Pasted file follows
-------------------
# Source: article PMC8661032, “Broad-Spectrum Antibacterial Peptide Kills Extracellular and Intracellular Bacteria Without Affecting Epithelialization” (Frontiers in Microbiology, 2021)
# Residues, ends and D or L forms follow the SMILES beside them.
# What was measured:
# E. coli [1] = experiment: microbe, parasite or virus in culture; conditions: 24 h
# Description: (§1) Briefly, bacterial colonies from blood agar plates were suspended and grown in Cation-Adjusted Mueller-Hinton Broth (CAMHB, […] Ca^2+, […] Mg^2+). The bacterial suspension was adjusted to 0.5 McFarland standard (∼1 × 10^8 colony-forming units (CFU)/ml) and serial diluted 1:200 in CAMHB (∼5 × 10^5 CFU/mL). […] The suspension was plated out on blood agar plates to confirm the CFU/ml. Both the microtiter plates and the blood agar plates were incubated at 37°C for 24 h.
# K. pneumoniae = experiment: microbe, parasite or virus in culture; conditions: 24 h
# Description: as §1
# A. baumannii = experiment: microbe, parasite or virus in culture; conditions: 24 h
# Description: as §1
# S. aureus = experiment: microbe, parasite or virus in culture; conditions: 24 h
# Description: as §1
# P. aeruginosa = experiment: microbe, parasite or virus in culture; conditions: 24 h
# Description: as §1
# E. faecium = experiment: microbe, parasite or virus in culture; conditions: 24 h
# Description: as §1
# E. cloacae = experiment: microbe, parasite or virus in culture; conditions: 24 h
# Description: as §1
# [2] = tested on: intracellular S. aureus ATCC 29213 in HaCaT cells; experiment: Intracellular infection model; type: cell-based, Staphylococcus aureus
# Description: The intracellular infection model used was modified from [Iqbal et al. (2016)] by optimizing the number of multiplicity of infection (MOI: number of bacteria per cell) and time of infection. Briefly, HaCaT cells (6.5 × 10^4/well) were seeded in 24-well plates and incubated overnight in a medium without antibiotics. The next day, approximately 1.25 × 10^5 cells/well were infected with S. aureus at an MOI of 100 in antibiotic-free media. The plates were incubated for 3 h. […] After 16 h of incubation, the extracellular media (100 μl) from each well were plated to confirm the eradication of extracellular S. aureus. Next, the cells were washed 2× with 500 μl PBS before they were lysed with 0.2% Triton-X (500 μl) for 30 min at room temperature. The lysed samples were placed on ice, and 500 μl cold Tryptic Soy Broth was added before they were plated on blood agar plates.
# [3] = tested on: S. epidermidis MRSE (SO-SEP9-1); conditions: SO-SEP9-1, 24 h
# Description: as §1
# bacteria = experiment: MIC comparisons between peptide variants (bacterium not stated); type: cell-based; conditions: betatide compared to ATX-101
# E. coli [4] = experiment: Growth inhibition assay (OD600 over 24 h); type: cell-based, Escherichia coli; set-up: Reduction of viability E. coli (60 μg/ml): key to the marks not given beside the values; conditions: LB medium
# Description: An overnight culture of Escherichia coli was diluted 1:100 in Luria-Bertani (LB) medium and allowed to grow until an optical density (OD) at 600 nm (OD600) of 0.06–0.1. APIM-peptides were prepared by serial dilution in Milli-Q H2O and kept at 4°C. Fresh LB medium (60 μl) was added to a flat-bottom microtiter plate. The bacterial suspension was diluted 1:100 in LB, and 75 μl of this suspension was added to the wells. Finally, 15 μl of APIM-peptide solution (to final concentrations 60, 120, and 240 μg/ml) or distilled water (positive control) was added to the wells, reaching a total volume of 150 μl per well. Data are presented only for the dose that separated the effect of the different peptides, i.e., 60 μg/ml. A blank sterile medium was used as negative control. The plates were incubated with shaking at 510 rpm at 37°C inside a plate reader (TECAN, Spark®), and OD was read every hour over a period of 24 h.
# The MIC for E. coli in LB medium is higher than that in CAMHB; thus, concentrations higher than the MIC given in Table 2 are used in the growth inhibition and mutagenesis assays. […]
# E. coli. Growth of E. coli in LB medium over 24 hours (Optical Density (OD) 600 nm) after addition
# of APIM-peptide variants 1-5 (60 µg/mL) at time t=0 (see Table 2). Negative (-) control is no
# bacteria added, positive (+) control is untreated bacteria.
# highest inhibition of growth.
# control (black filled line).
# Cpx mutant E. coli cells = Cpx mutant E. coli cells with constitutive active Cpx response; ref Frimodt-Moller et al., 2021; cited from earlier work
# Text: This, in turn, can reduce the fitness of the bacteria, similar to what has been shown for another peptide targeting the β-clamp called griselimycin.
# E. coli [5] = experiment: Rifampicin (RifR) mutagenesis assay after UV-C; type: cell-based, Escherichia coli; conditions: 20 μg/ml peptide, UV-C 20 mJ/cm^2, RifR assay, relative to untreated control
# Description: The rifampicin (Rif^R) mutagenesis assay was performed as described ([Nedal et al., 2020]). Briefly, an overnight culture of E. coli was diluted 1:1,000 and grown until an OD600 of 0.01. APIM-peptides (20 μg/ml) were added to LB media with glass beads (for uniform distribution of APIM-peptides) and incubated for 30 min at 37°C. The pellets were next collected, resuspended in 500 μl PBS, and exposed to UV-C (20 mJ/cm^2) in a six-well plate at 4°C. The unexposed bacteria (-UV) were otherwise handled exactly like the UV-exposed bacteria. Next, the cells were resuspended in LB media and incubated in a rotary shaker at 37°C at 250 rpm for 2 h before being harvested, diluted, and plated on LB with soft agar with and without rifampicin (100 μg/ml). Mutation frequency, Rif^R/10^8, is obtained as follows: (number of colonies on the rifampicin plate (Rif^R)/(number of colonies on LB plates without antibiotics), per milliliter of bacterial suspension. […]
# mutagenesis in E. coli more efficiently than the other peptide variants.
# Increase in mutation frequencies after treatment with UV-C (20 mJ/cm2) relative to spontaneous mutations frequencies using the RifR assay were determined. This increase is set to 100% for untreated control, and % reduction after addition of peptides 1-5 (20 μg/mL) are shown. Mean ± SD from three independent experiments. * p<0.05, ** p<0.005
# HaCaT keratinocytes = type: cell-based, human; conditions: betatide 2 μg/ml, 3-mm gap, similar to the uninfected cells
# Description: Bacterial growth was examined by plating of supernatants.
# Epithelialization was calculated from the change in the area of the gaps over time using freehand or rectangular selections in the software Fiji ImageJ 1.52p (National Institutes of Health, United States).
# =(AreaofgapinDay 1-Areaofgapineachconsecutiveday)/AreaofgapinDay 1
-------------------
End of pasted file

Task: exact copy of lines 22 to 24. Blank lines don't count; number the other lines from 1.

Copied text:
# bacteria = experiment: MIC comparisons between peptide variants (bacterium not stated); type: cell-based; conditions: betatide compared to ATX-101
# E. coli [4] = experiment: Growth inhibition assay (OD600 over 24 h); type: cell-based, Escherichia coli; set-up: Reduction of viability E. coli (60 μg/ml): key to the marks not given beside the values; conditions: LB medium
# Description: An overnight culture of Escherichia coli was diluted 1:100 in Luria-Bertani (LB) medium and allowed to grow until an optical density (OD) at 600 nm (OD600) of 0.06–0.1. APIM-peptides were prepared by serial dilution in Milli-Q H2O and kept at 4°C. Fresh LB medium (60 μl) was added to a flat-bottom microtiter plate. The bacterial suspension was diluted 1:100 in LB, and 75 μl of this suspension was added to the wells. Finally, 15 μl of APIM-peptide solution (to final concentrations 60, 120, and 240 μg/ml) or distilled water (positive control) was added to the wells, reaching a total volume of 150 μl per well. Data are presented only for the dose that separated the effect of the different peptides, i.e., 60 μg/ml. A blank sterile medium was used as negative control. The plates were incubated with shaking at 510 rpm at 37°C inside a plate reader (TECAN, Spark®), and OD was read every hour over a period of 24 h.